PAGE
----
The international chip market is set to plummet by over a third in 2001, industry watchers warned today.
Trade organisation Semiconductor Equipment and Materials International (SEMI) warned that chip manufacturers can expect 2001 sales to decline by 35 per cent from the record £34.1bn ($47.7bn) shipped in 2000.
The SEMI forecast estimates 2001 sales of £22bn ($31bn) which still represents the industry's second best year on record.
The study found that some 40 per cent of chip makers expect the market to hit bottom in the last three months of the year, while just over a third believe the worst won't be over until next year.
The forecast anticipates overall market growth of 11.6 per cent, to £24bn ($34.6bn) in 2002, and 22.5 per cent growth, to £30bn ($42.4bn) in 2003.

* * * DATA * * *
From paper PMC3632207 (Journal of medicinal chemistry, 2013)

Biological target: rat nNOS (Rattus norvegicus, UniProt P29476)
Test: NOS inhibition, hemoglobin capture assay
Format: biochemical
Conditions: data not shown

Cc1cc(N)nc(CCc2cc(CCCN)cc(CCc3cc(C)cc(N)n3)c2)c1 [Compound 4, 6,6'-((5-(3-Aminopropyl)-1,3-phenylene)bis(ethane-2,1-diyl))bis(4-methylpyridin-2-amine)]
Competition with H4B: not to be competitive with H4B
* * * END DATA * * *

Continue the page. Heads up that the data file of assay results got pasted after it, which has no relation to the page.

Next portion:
SEMI's Stanley Myers said: "The bust in the end markets led to lower demand and over-capacity, which also led to over-inventory. Chipmakers simply stopped ordering new high-tech manufacturing equipment."
Cotton seedling freezes to death as Chang'e-4 shuts down for the Moon's 14-day lunar night
Fortnite easily out-earns PUBG, Assassin's Creed Odyssey and Red Dead Redemption 2 in 2018
Meteor showers as a service will be visible for about 100 kilometres in all directions
Saturn's rings only formed in the past 100 million years, suggests analysis of Cassini space probe data
New findings contradict conventional belief that Saturn's rings were formed along with the planet about 4.5 billion years ago